The voices of Tax Policy Center's researchers and staff
US taxation of intellectual property (IP) is facing big changes. Starting next year, research and development (R&D) expenditures, now fully expensed (written off in the year in which they are acquired), must be capitalized and amortized over a period of 5 to 15 years. Additionally, President Biden would repeal a special tax deduction for foreign-derived intangible income (FDII), offsetting the revenue gain with higher tax subsidies for investment in research and experimentation (R&E).
Capitalizing R&D would raise taxes on new research, while repealing FDII would raise taxes on existing profitable IP. However, FDII replacement (which could include retaining R&D expensing) could result in a net stimulus for new R&D.
If Congress allows R&D expensing to expire as scheduled after 2021, the marginal tax rate on domestic research would increase by between 16 and 28 percentage points, depending on whether the investment also qualifies for the R&E tax credit. (While most R&D qualifies for expensing, the credit only applies to a fraction of expenditures.) This could trigger a decline in research that would hit the IP-intensive manufacturing and tech sectors particularly hard. The extent of the decline will depend on how sensitive marginal investment in R&D is to tax rates.
Research shows that R&D investment, the building block for IP, benefits the overall economy. Therefore, while financial accounting capitalizes R&D that creates long-lived assets, tax accounting has long been more generous. Congress allowed R&D expensing as early as 1954 and the R&E tax credit, which provides up to a 20 percent subsidy for increases in qualifying expenditures, was introduced in 1981. In fiscal 2021, the two subsidies combined cost the Treasury about $22 billion in lost revenue.
Congress extended the cost recovery period for R&D in the 2017 Tax Cuts and Jobs Act (TCJA) to help pay for other tax cuts. Unless the law is changed, starting in January firms must amortize their domestic R&D in equal annual amounts over 5 years and foreign R&D over 15 years. The congressional Joint Committee on Taxation estimates this measure will raise $120 billion between 2022 and 2027.
However, the House Ways and Means reconciliation bill would retain R&D expensing until 2025.
TCJA also introduced the FDII regime, which reduced corporate tax rates to 13.125 percent for export-related domestic profits that exceed normal returns, or “rents”. Together with the TCJA’s global intangible low-income (GILTI) provisions, FDII was enacted to encourage US multinationals to repatriate IP held offshore.
These incentives appear to have been at least somewhat successful: According to Tax Notes columnist Marty Sullivan, the domestic share of worldwide profit for 20 large US tech companies increased from around 32 percent in 2017 to more than 55 percent in 2020, driven largely by IP repatriation.
R&D capitalization and FDII offer opposing incentives for IP and have very different marginal effects. Expensing, like the R&E tax credit, encourages new investment. By contrast, the reduced tax rate offered by FDII mainly benefits existing profitable IP assets. Thus, R&D expensing and tax credits are more effective at stimulating the investment that generates economic growth.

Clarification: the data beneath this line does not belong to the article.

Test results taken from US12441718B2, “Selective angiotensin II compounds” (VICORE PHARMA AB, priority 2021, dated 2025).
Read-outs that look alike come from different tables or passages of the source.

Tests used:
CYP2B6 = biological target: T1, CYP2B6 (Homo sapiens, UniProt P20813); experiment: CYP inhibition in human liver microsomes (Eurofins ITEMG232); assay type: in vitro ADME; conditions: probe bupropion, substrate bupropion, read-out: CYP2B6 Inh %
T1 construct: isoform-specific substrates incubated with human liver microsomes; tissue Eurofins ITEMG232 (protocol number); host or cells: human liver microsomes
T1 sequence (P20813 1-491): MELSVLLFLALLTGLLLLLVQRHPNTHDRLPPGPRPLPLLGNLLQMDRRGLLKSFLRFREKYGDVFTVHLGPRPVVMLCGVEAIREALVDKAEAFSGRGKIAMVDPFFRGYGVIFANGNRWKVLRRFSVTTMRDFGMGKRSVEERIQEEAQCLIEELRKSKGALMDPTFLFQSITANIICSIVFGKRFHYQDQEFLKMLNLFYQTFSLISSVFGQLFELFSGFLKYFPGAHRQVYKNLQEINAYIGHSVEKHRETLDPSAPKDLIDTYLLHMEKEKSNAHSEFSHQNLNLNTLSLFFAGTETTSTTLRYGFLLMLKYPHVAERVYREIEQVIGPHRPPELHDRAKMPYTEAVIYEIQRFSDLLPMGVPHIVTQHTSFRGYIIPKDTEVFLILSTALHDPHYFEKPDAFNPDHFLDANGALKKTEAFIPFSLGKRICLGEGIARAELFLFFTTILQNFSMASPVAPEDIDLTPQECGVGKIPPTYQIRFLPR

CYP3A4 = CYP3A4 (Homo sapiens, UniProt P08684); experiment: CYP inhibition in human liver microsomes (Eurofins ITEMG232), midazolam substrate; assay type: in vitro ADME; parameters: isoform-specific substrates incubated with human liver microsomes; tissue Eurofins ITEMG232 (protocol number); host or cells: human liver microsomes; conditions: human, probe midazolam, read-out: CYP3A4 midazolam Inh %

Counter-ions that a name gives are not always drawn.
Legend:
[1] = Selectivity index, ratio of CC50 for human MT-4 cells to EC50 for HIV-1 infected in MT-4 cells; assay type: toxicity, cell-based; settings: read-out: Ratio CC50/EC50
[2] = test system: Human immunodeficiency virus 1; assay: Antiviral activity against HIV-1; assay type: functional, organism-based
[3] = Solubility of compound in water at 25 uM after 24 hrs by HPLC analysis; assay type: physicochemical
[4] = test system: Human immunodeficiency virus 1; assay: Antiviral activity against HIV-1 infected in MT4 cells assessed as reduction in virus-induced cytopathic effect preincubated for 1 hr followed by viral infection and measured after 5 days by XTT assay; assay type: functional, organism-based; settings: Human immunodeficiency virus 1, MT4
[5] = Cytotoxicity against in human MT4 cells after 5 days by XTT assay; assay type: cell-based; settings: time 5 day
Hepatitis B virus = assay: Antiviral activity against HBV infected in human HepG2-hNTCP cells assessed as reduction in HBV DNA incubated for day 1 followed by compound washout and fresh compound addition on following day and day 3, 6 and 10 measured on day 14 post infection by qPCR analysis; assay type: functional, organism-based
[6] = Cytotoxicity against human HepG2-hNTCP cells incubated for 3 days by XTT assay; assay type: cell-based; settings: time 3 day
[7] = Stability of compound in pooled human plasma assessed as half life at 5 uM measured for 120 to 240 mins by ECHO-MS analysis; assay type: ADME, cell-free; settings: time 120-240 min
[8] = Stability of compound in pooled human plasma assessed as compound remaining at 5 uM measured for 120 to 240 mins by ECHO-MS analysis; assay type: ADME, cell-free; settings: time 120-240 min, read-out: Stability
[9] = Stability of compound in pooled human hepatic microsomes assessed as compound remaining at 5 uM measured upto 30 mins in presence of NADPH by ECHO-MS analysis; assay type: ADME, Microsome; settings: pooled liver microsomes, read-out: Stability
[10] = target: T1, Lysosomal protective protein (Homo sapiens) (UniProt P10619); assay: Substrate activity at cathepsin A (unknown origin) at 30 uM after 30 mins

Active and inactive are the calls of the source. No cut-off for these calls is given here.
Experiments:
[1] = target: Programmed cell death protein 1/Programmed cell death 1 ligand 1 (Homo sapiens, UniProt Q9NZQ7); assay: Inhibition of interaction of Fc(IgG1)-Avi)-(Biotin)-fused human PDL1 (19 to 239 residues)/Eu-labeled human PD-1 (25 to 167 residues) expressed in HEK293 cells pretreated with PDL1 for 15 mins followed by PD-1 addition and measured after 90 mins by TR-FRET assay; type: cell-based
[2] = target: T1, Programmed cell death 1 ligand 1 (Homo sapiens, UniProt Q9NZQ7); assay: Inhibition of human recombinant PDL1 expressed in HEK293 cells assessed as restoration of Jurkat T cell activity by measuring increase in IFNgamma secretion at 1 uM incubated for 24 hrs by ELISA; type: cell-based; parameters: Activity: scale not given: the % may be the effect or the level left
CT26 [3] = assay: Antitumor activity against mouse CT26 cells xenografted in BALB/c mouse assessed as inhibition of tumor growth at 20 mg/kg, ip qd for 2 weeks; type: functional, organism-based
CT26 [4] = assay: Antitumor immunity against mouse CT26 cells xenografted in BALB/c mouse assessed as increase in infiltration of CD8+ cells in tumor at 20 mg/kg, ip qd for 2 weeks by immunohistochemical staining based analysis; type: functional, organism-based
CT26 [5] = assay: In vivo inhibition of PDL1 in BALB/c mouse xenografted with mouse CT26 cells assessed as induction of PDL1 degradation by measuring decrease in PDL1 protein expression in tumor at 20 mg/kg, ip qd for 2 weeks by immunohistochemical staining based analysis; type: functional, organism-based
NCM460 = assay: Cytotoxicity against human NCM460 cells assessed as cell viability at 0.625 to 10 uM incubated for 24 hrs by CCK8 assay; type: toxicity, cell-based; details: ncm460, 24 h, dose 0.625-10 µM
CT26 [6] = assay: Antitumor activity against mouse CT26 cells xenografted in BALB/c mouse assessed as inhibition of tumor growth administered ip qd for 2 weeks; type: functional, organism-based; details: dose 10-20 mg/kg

To measure the impact of capitalization , we used TPC’s Investment and Capital Model to calculate effective marginal tax rates (EMTRs) on R&D. EMTRs measure the “tax wedge” between the pre-tax and after-tax returns for an investment that just breaks even after taxes, as a percentage of the pre-tax return.
For an investment that does not receive the R&E tax credit, capitalization raises the corporate EMTR from -8 percent to 8 percent. This increases the present-value cost of an additional dollar of R&D investment from $0.92 to $1.08 – about 17 percent. For an investment that receives the tax credit, the EMTR increases from -48 percent to -20 percent, while the cost rises by 54 percent, from $0.52 to $0.80.
Manufacturing would face the greatest increase in its overall average EMTR. Our estimates assume an average effective R&E tax credit rate of 6.2 percent (based on SOI data) and an average debt weighting of 40 percent. They also include only corporate-level taxes, not investor-level taxes on dividends, capital gains or interest.
Research shows the short-run price elasticity of R&D spending (the percentage change in spending relative to a percentage change in its cost) is around -1. In the long run, the elasticity is at least twice as large. This indicates that capitalization could reduce marginal R&D spending by up to 65 percent in the short run, and even more long-term.
Capitalizing R&D could significantly reduce IP investment. To avoid this, Congress is likely to extend the current expensing rules. But it still is a good time to evaluate the fiscal and economic effects of tax subsidies for research, focusing on the relative benefits of tax incentives for investment and those for rents.
Posts and comments are solely the opinion of the author and not that of the Tax Policy Center, Urban Institute, or Brookings Institution.
Noah Berger, File/AP Photo